The upcoming holiday season highlights a striking paradox: despite the overabundance of food that marks many of our celebrations, the need for food assistance is greater than ever. Hunger, however, is not limited to the holidays. No matter what month it is, take a break from studying food aid and go provide some. Every volunteer can make a difference – one turkey at a time.

How you can get involved:

  • Participate in the Turkey Drive. Start a Tufts Turkey Team this year or donate directly. Go to http://www.gbfb.org/turkeydrive/ for information on how to register or make a donation.
  • Spread the love. Volunteer at one of GBFB’s partner agencies. St. Francis House and the Boston Rescue Mission are both convenient to Tufts’ Boston campus. To find other partner agencies or one near you go to http://www.gbfb.org/need-food/index.php.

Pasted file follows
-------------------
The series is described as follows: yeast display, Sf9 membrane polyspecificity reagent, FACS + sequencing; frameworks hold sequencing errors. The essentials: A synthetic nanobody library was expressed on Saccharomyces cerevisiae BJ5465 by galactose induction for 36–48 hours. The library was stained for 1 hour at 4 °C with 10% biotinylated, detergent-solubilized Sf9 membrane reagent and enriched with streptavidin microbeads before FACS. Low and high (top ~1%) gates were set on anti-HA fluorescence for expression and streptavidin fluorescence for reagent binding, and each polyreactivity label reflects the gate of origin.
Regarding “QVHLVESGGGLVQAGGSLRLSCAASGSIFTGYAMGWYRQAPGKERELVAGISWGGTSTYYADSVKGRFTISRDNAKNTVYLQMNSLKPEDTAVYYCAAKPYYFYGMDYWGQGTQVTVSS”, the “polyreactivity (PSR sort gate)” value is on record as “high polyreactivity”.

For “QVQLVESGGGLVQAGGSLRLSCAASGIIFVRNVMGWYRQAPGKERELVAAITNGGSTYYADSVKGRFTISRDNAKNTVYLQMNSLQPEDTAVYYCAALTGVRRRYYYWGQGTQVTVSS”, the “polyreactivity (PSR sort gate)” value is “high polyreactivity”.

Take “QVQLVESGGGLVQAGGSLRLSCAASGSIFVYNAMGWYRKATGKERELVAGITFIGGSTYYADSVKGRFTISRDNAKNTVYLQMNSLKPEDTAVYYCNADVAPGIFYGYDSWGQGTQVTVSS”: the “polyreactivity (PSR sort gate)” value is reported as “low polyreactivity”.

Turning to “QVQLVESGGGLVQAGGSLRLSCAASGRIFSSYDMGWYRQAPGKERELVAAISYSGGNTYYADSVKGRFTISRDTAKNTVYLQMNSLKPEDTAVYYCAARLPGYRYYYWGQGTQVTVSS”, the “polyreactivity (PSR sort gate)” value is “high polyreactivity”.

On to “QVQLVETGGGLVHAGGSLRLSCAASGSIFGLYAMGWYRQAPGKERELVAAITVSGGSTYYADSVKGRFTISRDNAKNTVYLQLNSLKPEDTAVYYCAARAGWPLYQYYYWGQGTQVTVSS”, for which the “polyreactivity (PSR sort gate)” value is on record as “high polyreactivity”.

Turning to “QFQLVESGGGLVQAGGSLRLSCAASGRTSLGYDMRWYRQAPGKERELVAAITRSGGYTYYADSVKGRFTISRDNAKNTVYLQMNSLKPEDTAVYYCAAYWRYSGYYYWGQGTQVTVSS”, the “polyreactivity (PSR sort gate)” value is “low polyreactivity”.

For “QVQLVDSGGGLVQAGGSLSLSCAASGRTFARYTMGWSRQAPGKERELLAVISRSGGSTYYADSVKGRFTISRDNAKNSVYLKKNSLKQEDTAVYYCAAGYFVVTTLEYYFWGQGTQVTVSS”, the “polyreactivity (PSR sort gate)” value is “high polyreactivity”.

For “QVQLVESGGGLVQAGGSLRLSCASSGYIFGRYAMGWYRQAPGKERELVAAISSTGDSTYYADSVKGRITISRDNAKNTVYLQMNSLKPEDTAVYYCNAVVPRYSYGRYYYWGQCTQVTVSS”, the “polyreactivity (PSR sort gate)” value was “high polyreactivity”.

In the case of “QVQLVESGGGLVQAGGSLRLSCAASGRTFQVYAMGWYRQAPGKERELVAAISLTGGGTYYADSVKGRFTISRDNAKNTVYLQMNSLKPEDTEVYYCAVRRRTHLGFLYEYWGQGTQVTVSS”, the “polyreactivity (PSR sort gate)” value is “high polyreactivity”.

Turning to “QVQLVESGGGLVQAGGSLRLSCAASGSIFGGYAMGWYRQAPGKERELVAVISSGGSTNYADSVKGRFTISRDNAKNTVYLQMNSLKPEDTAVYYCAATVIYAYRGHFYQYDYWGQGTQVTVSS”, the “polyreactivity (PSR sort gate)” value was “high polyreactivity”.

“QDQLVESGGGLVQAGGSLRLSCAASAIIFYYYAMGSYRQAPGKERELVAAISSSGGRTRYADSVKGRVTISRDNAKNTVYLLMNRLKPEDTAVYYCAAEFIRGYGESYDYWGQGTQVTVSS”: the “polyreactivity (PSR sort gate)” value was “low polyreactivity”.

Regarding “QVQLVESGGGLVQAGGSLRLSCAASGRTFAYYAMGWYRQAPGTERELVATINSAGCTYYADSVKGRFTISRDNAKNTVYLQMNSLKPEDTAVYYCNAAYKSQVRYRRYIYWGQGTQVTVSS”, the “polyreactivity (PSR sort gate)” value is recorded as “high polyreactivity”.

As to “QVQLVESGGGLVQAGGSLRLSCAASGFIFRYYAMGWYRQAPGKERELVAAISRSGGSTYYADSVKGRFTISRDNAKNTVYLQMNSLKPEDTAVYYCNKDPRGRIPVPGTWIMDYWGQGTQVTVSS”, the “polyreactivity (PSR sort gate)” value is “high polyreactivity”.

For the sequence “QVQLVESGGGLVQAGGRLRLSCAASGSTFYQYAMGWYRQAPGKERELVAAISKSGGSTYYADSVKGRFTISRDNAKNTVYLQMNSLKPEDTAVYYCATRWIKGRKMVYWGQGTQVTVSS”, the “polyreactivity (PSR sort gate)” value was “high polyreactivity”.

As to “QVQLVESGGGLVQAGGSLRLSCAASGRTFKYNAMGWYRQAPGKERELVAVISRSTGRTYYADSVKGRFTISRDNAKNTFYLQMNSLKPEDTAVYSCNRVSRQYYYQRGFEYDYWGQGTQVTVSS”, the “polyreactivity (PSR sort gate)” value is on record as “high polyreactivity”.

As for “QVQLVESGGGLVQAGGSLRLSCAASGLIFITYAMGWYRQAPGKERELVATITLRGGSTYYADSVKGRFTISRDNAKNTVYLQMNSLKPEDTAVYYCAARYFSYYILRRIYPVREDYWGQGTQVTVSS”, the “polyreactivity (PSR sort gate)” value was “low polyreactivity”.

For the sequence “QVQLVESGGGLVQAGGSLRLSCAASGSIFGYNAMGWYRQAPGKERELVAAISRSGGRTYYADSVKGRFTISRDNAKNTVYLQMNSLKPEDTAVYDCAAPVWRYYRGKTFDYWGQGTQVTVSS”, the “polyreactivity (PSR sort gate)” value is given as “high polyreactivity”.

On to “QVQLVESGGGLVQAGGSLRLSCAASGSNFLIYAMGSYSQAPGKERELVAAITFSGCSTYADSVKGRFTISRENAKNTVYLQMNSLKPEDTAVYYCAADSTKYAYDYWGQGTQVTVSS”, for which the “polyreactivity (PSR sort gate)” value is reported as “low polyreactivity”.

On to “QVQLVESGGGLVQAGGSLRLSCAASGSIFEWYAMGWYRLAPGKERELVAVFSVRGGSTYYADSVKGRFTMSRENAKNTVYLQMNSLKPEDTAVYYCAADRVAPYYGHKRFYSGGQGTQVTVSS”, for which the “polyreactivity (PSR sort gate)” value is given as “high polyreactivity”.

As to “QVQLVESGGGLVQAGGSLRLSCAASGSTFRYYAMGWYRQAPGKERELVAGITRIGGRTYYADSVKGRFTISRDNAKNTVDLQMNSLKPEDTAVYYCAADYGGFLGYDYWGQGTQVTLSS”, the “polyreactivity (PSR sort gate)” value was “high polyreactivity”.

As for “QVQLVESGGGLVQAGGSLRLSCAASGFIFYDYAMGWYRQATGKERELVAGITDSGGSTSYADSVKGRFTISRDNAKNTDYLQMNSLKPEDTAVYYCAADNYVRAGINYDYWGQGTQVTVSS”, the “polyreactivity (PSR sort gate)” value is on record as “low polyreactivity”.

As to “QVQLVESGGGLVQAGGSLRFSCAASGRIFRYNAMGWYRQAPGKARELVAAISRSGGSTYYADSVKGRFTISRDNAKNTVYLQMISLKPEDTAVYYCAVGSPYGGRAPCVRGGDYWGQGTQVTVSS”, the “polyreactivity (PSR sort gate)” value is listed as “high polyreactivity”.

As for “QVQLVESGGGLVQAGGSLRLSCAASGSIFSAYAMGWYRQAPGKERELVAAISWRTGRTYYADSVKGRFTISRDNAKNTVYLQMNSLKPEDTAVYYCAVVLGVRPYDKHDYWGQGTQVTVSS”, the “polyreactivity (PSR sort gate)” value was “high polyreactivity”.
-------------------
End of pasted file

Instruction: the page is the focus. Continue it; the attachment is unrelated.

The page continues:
• Text 20222 and $10 (which purchases 25 meals) will be donated directly to GBFB. The charge will be reflected on your monthly cell phone bill.
  • Doodle! Use your iPad or smartphone to doodle a turkey at http://giveadoodle.org/splash.html. It’s free for you and GBFB sponsors will donate one turkey for every doodle submitted.

Julia is a first year Nutrition Communication student at the Friedman School. She enjoys food and cooking, traveling, the New York Times, and a daily dose of inspiration from TED.com.

The Friedman Sprout is a monthly student run newspaper that aims to serve the student population at the Friedman School of Nutrition Science and Policy, prospective students, and alumni. Our mission is to report on newsworthy information that affects the Friedman community including nutrition research, food policy, internship and volunteer opportunities, as well as school events. Our editorial slant is that of sustainability in food and nutrition.

0 comments on “Hunger and the Holidays

Leave a Reply

Fill in your details below or click an icon to log in:

WordPress.com Logo

You are commenting using your WordPress.com account. Log Out /  Change )

Twitter picture

You are commenting using your Twitter account. Log Out /  Change )

Facebook photo

You are commenting using your Facebook account. Log Out /  Change )

Connecting to %s

%d bloggers like this: